The accompanying drawings which are incorporated herein and constitute part of the specification, illustrate embodiments of the present invention and, together with the general description given above and the detailed description of the embodiments given below, serve to explain the principles of the invention. In the drawings:
The following detailed description of the present invention refers to the accompanying drawings that illustrate exemplary embodiments consistent with this invention. Other embodiments are possible, and modifications may be made to the embodiments within the spirit and scope of the invention. Therefore, the following detailed description is not meant to limit the invention. Rather, the scope of the invention is defined by the appended claims.
It would be apparent to one skilled in the art that the present invention, as described below, may be implemented in many different embodiments of hardware, software, firmware, and/or the entities illustrated in the drawings. Any actual software code with the specialized controlled hardware to implement the present invention is not limiting of the present invention. Thus, the operation and behavior of the present invention will be described with the understanding that modifications and variations of the embodiments are possible, given the level of detail presented herein.
The transconductance amplifier 106 also includes a switching circuit 110 including resistors 111 coupled to a transistor M4. A digital-to-analog converter (DAC) 112 is used to provide an analog voltage control signal via an output port 113, based upon an input digital data word provided at an input port 114 of the DAC 112.
The calibration section 104 is used to reproduce operating conditions associated with the Real Section 102. More specifically, the calibration section 104 is provided to create operating conditions that are necessary to produce and control a voltage control signal (VC). The control signal VC is provided along the path 105 as an input to a gate of the transistor M4. In other words, the calibration section 104 provides an operating condition necessary to produce the control signal VC. The voltage control signal VC is required to slowly turn on and turn off the switch 110 in the transconductance amplifier 106.
The calibration section 104 includes a replica circuit 115 including a replica transconductance amplifier 116 (replicating the amplifier 106) configured to receive, for example, an input common-mode voltage (VCOM) at a gate of a transistor M1. The transconductance amplifier 116 does not need to input the actual input voltage (VIN), as provided to the gate 108 of the transistor 107 within the Real Section 102. Instead, a common mode voltage (VCOM) of the input voltage (VIN) is provided to the gate of the transistor M1.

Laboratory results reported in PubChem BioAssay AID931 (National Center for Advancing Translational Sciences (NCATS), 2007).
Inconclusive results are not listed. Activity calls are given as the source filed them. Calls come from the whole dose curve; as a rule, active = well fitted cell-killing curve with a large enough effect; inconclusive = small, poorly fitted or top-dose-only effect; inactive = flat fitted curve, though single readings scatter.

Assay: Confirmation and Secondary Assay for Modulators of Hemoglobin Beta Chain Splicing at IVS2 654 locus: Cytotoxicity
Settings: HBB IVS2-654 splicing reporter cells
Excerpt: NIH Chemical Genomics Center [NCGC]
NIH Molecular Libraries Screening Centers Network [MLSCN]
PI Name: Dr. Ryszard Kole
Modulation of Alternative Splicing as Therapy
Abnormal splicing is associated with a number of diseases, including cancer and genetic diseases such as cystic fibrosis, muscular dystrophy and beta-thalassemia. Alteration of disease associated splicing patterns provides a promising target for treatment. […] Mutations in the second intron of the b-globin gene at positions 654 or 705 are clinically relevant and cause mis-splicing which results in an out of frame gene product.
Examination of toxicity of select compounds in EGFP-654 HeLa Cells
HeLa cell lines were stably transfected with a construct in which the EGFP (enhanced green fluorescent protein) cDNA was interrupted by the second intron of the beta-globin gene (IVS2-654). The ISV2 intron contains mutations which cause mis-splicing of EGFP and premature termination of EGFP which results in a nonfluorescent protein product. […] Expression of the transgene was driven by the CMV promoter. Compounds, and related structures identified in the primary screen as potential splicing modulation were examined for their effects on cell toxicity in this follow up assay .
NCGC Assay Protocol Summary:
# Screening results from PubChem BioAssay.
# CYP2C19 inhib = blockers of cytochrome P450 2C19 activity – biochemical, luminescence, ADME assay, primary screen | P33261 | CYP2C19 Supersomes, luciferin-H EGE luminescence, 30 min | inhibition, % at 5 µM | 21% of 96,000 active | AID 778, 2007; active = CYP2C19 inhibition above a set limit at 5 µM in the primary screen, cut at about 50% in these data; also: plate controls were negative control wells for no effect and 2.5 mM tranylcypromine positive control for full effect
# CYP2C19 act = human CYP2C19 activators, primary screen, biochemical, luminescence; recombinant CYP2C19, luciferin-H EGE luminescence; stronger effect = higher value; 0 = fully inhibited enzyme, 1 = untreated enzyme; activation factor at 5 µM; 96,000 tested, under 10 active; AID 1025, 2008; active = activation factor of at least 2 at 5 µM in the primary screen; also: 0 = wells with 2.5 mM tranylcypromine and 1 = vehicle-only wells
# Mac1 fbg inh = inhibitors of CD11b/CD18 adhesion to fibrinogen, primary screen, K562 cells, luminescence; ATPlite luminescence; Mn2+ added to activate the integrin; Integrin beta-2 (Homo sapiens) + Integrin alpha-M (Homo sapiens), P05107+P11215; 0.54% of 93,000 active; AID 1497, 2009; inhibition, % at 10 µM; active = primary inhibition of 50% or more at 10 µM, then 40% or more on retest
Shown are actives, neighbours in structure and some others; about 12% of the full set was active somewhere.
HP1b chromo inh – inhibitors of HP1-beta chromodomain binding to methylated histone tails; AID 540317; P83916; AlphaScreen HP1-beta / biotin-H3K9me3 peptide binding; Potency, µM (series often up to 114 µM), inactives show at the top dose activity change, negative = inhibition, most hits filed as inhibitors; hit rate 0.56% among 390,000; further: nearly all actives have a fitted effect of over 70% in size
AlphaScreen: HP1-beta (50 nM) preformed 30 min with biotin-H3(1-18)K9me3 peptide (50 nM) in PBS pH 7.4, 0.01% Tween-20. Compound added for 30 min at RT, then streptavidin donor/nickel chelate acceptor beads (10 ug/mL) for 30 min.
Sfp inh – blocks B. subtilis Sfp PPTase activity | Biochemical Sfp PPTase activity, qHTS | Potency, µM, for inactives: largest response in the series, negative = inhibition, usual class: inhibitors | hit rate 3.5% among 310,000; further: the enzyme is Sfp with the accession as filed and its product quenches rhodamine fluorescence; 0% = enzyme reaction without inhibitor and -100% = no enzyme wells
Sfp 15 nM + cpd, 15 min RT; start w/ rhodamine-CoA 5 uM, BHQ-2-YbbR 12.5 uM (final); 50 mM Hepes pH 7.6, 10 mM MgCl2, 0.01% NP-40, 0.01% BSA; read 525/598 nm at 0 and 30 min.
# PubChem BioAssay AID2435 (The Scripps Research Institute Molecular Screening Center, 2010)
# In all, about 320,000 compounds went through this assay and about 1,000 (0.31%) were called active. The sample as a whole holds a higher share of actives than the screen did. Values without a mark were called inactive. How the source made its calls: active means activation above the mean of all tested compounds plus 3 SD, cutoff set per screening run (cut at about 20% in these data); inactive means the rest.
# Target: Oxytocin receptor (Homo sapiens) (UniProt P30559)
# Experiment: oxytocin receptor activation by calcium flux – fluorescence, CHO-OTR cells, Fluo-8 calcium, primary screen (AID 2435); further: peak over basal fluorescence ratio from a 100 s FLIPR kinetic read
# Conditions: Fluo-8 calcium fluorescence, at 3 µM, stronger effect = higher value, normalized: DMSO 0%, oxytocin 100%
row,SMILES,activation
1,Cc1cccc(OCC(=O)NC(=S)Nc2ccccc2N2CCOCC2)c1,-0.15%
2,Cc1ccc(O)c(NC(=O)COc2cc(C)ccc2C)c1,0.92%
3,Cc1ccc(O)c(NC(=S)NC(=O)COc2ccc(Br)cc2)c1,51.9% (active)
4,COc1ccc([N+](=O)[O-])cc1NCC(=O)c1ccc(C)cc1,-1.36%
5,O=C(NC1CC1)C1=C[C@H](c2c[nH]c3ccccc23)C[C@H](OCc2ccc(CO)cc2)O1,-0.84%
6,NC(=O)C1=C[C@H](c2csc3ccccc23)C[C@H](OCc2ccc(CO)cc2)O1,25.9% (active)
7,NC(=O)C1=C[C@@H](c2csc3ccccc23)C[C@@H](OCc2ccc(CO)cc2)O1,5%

The replica transconductance amplifier 116 also includes a switch 117, comprising resistors 118 and a transistor M2. The transistor M2 is used as a switch to turn on and off an internal resistance of the switching circuit 117. In some applications, the switching circuit 117 is desirably turned on and off slowly. For example, if the switch 117 is turned on at Vdd, then the transistor M2 must reach Vdd slowly, and must turn off slowly, to avoid a potential current glitch.
If the transistor M2 turns on too quickly, its gain will suddenly change, thus producing the glitch. In order for the transistor M2 to be turned on and off, its threshold voltage (Vth2) must be known. For purposes of illustration, an effective source-drain resistance of the switch 117 is denoted herein as RSW. The Vth2 varies with process and has body effect if its substrate voltage is different from source node. The source/drain voltage is dependent on the common mode voltage of input signal.
Also within the calibration section 104, a control voltage (VCx) is applied to a gate of the transistor M2. As the control voltage VCX is increased, the resistance RSW decreases and eventually becomes negligibly small, as indicated in
The idea behind the present invention, is that if the threshold voltage Vth2 can be known and created within the calibration section 104 (referring back to
In order to create the proper operating conditions for the real section 102, the calibration section 104 also includes an operational amplifier 119, a DAC 120, and a transistor M5. The operational amplifier 119 produces an output 121 in the form of a bias voltage that is provided as an input to the DAC 120 and the DAC 112. The DAC 120 produces an output at an output port 122 which is connected along a feedback path 124 to a source of the transistor M5 and to an input port of the operational amplifier 119. The DAC 120 also includes an input port 126 for receiving a digital programming word.
The transistor M5 is desirably substantially similar to the transistor M2. Once an electrical loop along the path 124 is closed, a threshold voltage (Vth5) associated with the transistor M5 will be substantially equal to the threshold voltage Vth2 associated with the transistor M2. Also, when the loop 124 is closed, a voltage Vfb will be equal to a voltage (Vref provided as the other input to the operational amplifier 119.
The loop 124 forces the voltage Vfb equal to the voltage Vref. When this happens, the voltage VCX, at a node 128 and associated with the transistor M5, will become equal to a voltage occurring at the gate 130 of the transistor M2. These voltage equivalences occur because of the similarities between the transistors M2 and M5. In this analogy, the voltage Vth2 is the voltage that barely turns on the transistor M2. Thus, through derivation, VCX=Vth2=the voltage that barely turns on M2.